All I had heard about Jaws before watching it was that it was a major blockbuster movie about a shark terrorizing a town; and that the crew had significant problems with the mechanical shark, which was part of the reason the movie ended up using a lot of shark-POV shots. That's all. I sure as hell don't consider that little bit of knowledge to have in any way ruined the film for me.

No doubt, watching it in a theater right when it was released would have been more fun.... heck, watching any movie in a theater is a helluva lot more fun than watching it at home. You can theorize all you want about how I would have liked it if my grandma had been a glint in my grandpa's eye a few decades earlier and then I coulda woulda shoulda been born in time to see Jaws in a theater along with Cusser and his hot babe and Groggy's parents on their first date. All I know is, the movie I saw the other night was a 7.5/10 movie  Wink

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« Reply #12712 on: November 19, 2013, 05:56:33 AM »

Anyway, back to Truffaut week:

Confidentially Yours (1983) 4/10. A pastiche of 40s crime films, in black & white, but with a modern setting. Everybody involved seems to have had fun making the picture. Too bad no one worried about what the audience would think. In spite of some good lighting, the film is shoddily made. Cuts are mismatched, effects are phoned in (during one downpour, the rain effect can't keep everything in the frame evenly watered). Beyond this, the story--a whodunnit--is pedestrian.

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« Reply #12713 on: November 19, 2013, 06:59:44 AM »

Truffaut was old and ill when he did this one. He passed away a year later. It explains a lot Smiley
I only liked one of the final shots, when the cops are surrounding the phone booth: the tragedy feel of that scene perfectly balances the rest of the film.

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« Reply #12714 on: November 19, 2013, 04:22:57 PM »

La Vie en Rose (2007)  8/10

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« Reply #12715 on: November 19, 2013, 04:55:26 PM »

No problem with the scenes with the fairy? Apart from that I liked it when I saw it in theater. I was disappointed a couple years ago after a TV viewing. The extended shot when she dreams about Marcel coming back only to discover the terrible news and then enters the scene is some really powerful stuff.

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« Reply #12716 on: November 19, 2013, 10:22:37 PM »

Murphy's War - 7/10 - Peter O'Toole survives a U-boat attack, waging a vendetta against the submarine. Plenty of neat action scenes, but really drags whenever stuff's not blowing up.

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« Reply #12717 on: November 20, 2013, 06:05:06 AM »

No problem with the scenes with the fairy? Apart from that I liked it when I saw it in theater. I was disappointed a couple years ago after a TV viewing. The extended shot when she dreams about Marcel coming back only to discover the terrible news and then enters the scene is some really powerful stuff.

No problem, I enjoyed it, I may not feel compelled to watch it again though.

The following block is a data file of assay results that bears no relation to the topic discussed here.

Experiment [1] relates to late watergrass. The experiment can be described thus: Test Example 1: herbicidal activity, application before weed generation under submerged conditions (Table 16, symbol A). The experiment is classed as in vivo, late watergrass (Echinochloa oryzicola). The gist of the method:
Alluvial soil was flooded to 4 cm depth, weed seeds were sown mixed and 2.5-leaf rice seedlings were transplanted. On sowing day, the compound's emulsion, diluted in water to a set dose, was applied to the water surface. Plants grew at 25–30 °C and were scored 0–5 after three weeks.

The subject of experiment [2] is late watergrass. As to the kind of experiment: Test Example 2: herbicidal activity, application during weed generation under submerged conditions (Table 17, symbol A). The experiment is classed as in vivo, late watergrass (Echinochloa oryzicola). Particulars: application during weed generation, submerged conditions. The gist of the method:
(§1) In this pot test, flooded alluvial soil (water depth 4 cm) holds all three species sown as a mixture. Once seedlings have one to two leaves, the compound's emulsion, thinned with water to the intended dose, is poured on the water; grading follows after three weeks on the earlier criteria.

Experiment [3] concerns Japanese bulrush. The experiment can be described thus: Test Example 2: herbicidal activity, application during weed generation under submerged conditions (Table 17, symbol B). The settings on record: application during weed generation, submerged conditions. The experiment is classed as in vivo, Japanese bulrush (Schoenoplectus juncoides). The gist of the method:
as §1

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« Reply #12718 on: November 20, 2013, 06:34:05 AM »

The Sicillian Clan (1969) 6/10. This starts out great--hey, Delon and Gabin together again for the first time!--with Gabin and his clan helping Delon break jail so he can help them with a heist that only Delon himself can bring off (I'm guessing a bit here--I watched a French dub of this with no English subtitles). Lino Ventura (as Lino Ventura) plays himself and a police inspector, initially trying to chase Delon down, but as the caper unfolds he ends up chasing the whole gang. In the event, the heist isn't all that, and as the film winds down things get really dumb. There was, however, one thing that director Henri Verneuil did that I really liked (at least, upon reflection). At one point, in the planning stages, Gabin and Delon go to a toy store. They come back with a toy plane that Gabin's grandson plays with while the gangsters talk. We see a really extended shot of the toy plane in motion (it's on a spoke that circles) and the shot goes so long I was going WTF? Later I realized it was a bit of foreshadowing (the caper involves the hijacking of an airliner). But was it only that? Not having the kind of budget/special effects resources of a Hollywood production, Verneuil spends most of the airliner sequence inside the plane. Exteriors are avoided. We don't see the take-off, or the plane in flight, only the landing (which is done with some cheesy process work). Maybe the extended bit with the toy plane not only foreshadowed the flight of the airliner, but also stood in for the exterior shots of the airliner that were not shot? You know, rather than have some cheap looking shots of a model later (as J-P Melville would have done it), we got the obvious toy up front in a context where it better fits? As if to say, That's the way to do it, Jean-Pierre! OK, I'm probably overthinking this one, but the idea gave me some pleasure after the film's rather disappointing conclusion.

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« Reply #12719 on: November 20, 2013, 06:23:35 PM »

I saw the Sicilian Clan in the theater at first release (USA, in English I believe) !!!   I thought it was decent.  Morricone music.